But in response to Burr, and other critics of single-payer health-care systems, Martin has a message: There is no evidence to support a claim that the structure of the system is to blame for lengthy wait times.
“On the international panel that day, there was a representative from Taiwan, which is a true single-payer system that has no wait times at all. The U.K. model, which is a two-tier health-care model, has struggled a lot with wait times. There’s no causality there,” she explained.
At the same time, Canada can be better, Martin continued. But saying that is not a critique of the Canadian Medicare system.
“The Canadian system’s not perfect, but what we need to be doing is protecting the public insurance plan and doing everything we can to fix the delivery system so that it will meet people’s needs better into the future. We call that ‘better Medicare’ – building a better version of the public health-care system that we have,” she explained.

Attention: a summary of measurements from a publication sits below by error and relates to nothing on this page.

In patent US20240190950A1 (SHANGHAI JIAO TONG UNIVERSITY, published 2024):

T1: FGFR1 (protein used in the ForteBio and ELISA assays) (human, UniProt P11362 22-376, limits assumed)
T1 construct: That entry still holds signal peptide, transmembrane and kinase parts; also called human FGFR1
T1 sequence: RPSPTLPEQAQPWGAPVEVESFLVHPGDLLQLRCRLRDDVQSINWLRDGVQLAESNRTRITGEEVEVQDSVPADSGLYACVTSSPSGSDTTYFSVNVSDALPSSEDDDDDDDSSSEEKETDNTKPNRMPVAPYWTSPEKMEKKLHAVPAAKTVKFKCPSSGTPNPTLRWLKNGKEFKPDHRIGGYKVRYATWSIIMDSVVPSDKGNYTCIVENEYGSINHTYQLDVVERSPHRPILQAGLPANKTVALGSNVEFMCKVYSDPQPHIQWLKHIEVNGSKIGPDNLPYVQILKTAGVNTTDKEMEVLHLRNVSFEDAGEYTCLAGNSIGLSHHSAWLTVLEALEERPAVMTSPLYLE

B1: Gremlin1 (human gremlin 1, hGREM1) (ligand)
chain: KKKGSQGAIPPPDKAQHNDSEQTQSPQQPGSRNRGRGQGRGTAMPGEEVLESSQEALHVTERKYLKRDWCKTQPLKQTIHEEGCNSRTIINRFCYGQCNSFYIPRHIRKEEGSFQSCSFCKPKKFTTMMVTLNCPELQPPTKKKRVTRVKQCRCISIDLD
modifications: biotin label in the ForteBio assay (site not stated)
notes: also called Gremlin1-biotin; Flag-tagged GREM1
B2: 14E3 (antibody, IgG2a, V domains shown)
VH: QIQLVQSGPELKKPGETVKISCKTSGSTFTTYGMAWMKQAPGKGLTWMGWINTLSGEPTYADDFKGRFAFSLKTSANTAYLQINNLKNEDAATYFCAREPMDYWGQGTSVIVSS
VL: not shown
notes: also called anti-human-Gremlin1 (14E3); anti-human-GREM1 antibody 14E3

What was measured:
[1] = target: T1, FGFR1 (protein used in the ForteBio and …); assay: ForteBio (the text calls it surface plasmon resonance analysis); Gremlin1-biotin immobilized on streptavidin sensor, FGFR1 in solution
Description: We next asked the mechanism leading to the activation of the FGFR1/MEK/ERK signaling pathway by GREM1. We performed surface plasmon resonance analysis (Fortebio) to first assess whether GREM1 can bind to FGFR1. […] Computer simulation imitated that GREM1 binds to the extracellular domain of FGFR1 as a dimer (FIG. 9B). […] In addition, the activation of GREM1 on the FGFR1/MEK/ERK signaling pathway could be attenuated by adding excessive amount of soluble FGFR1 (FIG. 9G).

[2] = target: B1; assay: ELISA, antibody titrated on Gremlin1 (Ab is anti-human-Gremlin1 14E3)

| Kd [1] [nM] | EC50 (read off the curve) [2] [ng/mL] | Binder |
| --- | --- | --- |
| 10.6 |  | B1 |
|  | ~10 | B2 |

“Supporting Medicare doesn’t mean making excuses for areas in which the system is underperforming. Supporting it means remaining committed to the values and principles that underpin it, and working very hard, every day, to do all we can to make it better for patients.”
Addressing long patient wait times – which largely affect non-urgent cases, Martin noted – includes considering options like a central intake assessment in which there is a single common queue that would ensure patients are seen by the next available specialist or surgeon. Another option is primary-care reform that would connect patients with a hub of health-care specialists that includes doctors, nurse practitioners and pharmacists working together, ensuring patients have same day or next-day access to primary care.